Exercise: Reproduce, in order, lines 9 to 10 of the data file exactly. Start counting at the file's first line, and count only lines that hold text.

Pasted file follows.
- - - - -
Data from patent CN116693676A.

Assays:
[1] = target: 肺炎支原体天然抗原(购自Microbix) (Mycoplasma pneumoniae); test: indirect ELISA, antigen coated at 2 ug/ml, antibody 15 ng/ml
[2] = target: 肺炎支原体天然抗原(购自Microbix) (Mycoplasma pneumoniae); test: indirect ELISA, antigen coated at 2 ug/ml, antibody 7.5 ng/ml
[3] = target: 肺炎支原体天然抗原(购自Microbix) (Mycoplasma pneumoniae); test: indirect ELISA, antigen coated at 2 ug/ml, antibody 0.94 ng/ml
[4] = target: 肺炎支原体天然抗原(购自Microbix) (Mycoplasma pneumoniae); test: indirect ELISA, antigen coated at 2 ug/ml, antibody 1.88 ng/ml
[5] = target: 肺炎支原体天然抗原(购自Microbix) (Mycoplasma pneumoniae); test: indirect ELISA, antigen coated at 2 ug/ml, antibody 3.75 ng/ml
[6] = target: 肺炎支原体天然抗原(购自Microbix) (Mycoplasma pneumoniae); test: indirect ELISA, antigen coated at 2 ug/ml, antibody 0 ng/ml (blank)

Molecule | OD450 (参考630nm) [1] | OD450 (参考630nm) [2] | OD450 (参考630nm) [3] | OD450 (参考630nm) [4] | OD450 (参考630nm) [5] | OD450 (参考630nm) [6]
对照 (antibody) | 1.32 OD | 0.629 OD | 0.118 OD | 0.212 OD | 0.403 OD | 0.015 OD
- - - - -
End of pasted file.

Molecule | OD450 (参考630nm) [1] | OD450 (参考630nm) [2] | OD450 (参考630nm) [3] | OD450 (参考630nm) [4] | OD450 (参考630nm) [5] | OD450 (参考630nm) [6]
对照 (antibody) | 1.32 OD | 0.629 OD | 0.118 OD | 0.212 OD | 0.403 OD | 0.015 OD